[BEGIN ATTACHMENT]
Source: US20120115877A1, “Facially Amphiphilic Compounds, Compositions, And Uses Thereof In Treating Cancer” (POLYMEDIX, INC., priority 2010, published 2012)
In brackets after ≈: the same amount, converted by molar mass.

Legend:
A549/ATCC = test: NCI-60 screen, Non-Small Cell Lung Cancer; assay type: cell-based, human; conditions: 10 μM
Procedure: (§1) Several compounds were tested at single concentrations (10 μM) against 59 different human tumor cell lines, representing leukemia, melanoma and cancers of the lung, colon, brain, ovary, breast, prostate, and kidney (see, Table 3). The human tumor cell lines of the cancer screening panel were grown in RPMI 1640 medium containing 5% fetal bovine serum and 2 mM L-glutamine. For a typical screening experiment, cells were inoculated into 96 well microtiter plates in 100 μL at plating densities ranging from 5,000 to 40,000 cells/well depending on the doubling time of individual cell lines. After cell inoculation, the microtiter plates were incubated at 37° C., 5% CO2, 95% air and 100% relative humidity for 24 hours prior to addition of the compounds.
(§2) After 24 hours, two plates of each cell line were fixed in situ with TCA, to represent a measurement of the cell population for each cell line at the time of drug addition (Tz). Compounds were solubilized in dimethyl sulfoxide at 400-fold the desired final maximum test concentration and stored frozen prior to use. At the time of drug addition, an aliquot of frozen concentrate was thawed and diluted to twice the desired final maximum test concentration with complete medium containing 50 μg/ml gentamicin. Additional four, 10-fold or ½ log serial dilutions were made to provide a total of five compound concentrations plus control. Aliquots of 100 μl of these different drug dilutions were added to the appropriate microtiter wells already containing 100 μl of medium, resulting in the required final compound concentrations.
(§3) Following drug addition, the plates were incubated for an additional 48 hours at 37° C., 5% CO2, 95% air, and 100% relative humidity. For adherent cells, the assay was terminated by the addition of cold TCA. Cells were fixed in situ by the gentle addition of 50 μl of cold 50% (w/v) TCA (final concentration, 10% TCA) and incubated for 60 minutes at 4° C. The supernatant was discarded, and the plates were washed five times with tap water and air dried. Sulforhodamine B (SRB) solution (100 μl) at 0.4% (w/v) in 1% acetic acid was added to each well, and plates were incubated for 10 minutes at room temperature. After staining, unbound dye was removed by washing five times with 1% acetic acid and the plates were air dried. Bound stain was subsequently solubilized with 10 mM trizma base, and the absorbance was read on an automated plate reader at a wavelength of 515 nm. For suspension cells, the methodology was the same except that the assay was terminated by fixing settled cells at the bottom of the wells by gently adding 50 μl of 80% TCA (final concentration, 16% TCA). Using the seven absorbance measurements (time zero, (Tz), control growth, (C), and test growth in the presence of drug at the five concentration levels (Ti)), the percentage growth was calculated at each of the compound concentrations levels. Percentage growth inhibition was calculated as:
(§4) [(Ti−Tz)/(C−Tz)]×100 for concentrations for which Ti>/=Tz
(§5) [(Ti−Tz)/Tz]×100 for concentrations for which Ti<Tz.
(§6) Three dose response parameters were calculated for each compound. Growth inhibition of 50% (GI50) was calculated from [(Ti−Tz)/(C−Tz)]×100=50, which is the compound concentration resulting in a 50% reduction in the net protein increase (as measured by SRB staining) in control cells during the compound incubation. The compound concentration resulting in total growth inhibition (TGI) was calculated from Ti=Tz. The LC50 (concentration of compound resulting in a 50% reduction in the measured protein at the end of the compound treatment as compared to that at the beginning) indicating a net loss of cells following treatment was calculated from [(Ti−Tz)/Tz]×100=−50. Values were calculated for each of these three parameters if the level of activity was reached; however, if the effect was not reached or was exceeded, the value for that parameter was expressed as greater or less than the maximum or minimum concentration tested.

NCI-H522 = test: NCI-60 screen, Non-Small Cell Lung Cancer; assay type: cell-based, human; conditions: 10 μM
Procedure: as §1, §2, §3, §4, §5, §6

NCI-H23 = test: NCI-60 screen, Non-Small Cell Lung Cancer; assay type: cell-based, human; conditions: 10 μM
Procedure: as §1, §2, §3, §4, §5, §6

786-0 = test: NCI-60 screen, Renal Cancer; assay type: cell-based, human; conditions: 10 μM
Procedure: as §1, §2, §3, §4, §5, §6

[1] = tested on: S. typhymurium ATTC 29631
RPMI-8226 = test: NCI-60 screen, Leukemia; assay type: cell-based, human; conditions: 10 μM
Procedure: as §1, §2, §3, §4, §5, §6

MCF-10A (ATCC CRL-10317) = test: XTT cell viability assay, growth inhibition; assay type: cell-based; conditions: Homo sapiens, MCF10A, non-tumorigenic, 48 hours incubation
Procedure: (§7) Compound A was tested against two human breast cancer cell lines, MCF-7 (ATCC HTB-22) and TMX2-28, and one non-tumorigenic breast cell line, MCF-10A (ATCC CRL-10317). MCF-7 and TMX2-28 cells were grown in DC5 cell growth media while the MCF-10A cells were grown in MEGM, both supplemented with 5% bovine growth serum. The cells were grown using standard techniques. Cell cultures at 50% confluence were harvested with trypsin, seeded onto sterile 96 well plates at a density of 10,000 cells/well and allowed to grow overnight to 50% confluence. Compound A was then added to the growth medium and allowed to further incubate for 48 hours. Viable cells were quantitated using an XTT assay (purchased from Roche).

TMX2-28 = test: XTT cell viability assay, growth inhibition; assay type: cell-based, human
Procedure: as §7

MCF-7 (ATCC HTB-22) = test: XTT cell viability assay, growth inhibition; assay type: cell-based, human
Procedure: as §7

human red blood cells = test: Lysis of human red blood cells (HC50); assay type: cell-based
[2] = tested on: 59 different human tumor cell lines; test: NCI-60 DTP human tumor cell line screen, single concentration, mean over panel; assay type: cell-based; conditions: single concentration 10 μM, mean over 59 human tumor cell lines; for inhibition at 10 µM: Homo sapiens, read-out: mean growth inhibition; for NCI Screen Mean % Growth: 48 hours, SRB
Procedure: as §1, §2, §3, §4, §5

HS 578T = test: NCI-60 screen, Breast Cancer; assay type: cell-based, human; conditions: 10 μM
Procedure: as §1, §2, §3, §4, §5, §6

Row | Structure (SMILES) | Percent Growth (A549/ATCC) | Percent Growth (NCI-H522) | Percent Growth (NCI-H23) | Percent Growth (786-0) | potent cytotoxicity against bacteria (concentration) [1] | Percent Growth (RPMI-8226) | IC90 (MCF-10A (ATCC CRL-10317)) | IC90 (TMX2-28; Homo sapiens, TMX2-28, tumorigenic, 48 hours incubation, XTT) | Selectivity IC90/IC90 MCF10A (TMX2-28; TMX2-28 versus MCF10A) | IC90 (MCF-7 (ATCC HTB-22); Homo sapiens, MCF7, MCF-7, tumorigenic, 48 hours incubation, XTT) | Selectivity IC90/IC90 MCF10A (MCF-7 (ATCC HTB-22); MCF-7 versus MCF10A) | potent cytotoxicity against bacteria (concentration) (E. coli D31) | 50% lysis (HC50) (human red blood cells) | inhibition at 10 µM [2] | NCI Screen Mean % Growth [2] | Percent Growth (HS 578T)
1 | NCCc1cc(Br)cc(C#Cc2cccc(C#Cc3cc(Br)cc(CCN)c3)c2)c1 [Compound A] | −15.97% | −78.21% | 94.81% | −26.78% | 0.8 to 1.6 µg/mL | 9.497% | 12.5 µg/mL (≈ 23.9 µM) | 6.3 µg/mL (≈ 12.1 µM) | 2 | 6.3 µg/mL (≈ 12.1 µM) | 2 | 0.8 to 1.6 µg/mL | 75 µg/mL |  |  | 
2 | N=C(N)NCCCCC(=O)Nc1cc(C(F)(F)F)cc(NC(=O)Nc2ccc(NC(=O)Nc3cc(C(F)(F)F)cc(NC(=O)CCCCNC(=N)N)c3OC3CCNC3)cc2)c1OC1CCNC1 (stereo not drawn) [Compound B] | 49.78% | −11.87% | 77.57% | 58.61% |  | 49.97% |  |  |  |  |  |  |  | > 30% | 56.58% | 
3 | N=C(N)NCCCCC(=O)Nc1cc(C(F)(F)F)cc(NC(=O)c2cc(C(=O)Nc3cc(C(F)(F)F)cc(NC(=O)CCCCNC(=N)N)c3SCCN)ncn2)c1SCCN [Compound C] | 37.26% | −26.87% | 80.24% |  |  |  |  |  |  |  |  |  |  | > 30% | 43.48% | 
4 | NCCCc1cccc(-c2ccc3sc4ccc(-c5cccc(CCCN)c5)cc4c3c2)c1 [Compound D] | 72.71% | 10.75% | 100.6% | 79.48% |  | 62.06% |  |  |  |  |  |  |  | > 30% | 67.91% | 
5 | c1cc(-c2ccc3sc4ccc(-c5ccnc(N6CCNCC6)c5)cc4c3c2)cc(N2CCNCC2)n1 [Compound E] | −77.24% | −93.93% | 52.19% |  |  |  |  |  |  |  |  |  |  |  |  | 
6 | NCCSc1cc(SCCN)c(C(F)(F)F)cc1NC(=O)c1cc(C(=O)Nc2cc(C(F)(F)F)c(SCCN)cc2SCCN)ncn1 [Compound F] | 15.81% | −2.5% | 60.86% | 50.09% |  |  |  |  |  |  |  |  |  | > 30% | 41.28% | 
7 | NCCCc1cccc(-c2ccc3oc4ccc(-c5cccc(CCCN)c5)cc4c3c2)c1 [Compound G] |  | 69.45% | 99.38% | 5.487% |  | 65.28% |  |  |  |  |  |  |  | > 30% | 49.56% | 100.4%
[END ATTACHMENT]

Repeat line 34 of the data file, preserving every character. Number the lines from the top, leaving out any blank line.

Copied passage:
3 | N=C(N)NCCCCC(=O)Nc1cc(C(F)(F)F)cc(NC(=O)c2cc(C(=O)Nc3cc(C(F)(F)F)cc(NC(=O)CCCCNC(=N)N)c3SCCN)ncn2)c1SCCN [Compound C] | 37.26% | −26.87% | 80.24% |  |  |  |  |  |  |  |  |  |  | > 30% | 43.48% | 